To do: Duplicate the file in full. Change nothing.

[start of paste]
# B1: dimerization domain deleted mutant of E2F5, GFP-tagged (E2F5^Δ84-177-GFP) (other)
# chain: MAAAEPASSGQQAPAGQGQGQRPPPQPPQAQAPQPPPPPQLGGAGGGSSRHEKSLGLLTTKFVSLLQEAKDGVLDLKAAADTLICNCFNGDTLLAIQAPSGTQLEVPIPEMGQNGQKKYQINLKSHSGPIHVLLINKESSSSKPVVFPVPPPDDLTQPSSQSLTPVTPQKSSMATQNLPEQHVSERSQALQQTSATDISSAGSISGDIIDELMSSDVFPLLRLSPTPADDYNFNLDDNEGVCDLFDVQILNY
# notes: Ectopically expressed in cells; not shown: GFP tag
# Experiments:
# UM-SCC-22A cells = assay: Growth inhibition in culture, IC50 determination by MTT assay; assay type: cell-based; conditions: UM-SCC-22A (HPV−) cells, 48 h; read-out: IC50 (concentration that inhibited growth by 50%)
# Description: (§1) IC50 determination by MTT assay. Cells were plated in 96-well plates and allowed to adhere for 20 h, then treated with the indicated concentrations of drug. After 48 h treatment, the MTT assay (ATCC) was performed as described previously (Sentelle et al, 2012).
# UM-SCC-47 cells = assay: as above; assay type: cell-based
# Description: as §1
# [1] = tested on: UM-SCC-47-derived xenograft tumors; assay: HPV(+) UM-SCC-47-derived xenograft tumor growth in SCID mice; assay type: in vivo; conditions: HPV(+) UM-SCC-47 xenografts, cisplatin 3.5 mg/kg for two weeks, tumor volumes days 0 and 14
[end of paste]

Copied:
# B1: dimerization domain deleted mutant of E2F5, GFP-tagged (E2F5^Δ84-177-GFP) (other)
# chain: MAAAEPASSGQQAPAGQGQGQRPPPQPPQAQAPQPPPPPQLGGAGGGSSRHEKSLGLLTTKFVSLLQEAKDGVLDLKAAADTLICNCFNGDTLLAIQAPSGTQLEVPIPEMGQNGQKKYQINLKSHSGPIHVLLINKESSSSKPVVFPVPPPDDLTQPSSQSLTPVTPQKSSMATQNLPEQHVSERSQALQQTSATDISSAGSISGDIIDELMSSDVFPLLRLSPTPADDYNFNLDDNEGVCDLFDVQILNY
# notes: Ectopically expressed in cells; not shown: GFP tag
# Experiments:
# UM-SCC-22A cells = assay: Growth inhibition in culture, IC50 determination by MTT assay; assay type: cell-based; conditions: UM-SCC-22A (HPV−) cells, 48 h; read-out: IC50 (concentration that inhibited growth by 50%)
# Description: (§1) IC50 determination by MTT assay. Cells were plated in 96-well plates and allowed to adhere for 20 h, then treated with the indicated concentrations of drug. After 48 h treatment, the MTT assay (ATCC) was performed as described previously (Sentelle et al, 2012).
# UM-SCC-47 cells = assay: as above; assay type: cell-based
# Description: as §1
# [1] = tested on: UM-SCC-47-derived xenograft tumors; assay: HPV(+) UM-SCC-47-derived xenograft tumor growth in SCID mice; assay type: in vivo; conditions: HPV(+) UM-SCC-47 xenografts, cisplatin 3.5 mg/kg for two weeks, tumor volumes days 0 and 14